Nature vs Nurture: Most Important Factors in Health
You can pick your friends, you can change your diet, but you can’t control your genes.
Living a long and healthy life depends on three main factors: lifestyle, environment and genetics. But which one is most important?
“They all contribute,” says Dr. Russell Swerdlow, director of the University of Kansas Alzheimer’s Disease Center. “But the jury is out if it is an equal contribution.”
Swerdlow tackles the genetic component of aging while trying to answer the longevity question at the University of Kansas Medical Center’s Neurodegenerative Disorders Program. Swerdlow’s laboratory studies the interaction between genes and cell energy metabolism.
The human body is made up of cells, which constantly break down and require the body to fix them by dividing and replicating. Each time a cell divides, fragments of DNA called telomeres become shorter, Swerdlow says. When these telomeres get too short, the cells can’t divide and repair themselves. This shortening process is associated with aging, cancer and a higher risk of death.
Telomeres are like a bomb’s fuse, says Dr. James O’Keefe, a cardiologist at Saint Luke’s Mid America Heart Institute. “When that fuse is gone, the party is over,” O’Keefe says. “You are not going to be here in a few months.”
In addition to telomeres, scientists have identified genes that increase the risk of breast, ovarian, prostate and pancreatic cancers, as well as indicate the risk factors for dementia and Alzheimer’s disease.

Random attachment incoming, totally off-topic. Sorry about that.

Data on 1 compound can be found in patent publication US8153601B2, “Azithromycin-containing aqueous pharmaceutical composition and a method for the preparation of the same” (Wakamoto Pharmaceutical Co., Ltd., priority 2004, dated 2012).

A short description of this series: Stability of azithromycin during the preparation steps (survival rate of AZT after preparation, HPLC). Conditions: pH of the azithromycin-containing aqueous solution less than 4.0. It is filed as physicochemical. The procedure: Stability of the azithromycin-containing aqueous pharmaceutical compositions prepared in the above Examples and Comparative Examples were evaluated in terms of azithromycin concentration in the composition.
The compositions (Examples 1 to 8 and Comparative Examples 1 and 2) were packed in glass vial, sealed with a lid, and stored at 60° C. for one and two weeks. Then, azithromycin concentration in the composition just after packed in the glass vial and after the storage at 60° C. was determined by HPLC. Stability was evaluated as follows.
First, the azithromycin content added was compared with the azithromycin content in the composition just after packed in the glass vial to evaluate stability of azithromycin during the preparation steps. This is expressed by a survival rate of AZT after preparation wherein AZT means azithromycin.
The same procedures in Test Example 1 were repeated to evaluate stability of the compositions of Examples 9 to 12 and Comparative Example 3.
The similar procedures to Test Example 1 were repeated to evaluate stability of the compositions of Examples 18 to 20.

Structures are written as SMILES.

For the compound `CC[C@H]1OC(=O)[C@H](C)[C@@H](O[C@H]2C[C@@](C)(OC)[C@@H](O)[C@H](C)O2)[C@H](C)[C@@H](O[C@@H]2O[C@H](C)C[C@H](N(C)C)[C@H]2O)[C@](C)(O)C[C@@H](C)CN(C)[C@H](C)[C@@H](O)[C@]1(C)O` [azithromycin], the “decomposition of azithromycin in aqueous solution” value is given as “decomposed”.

“It’s not usually just one gene,” said Dr. Tim Kamerzell, a primary care physician at Overland Park Regional Medical Center.
Some people are genetically predisposed to obesity while others who eat the same diet do not have cholesterol problems, he says. And patients sometimes blame chronic illnesses on their genes when the truth lies behind poor lifestyle choices.
“Genetics get a bad rap,” Kamerzell says. “As we learn more about genetics, it appears that lifestyles play a bigger role.”
Too often, doctors hear patients say, “It runs in my family.” Sometimes a family history of heart disease is simply a history of overeating, inactivity and smoking, as well as living in unhealthy environment.
If you adopt your parents’ lifestyle, Kamerzell says, you will also adopt their health problems. Although you can’t choose your parents, you can choose a healthy lifestyle.
“Genes load the gun,” O’Keefe says. “But lifestyle pulls the trigger.”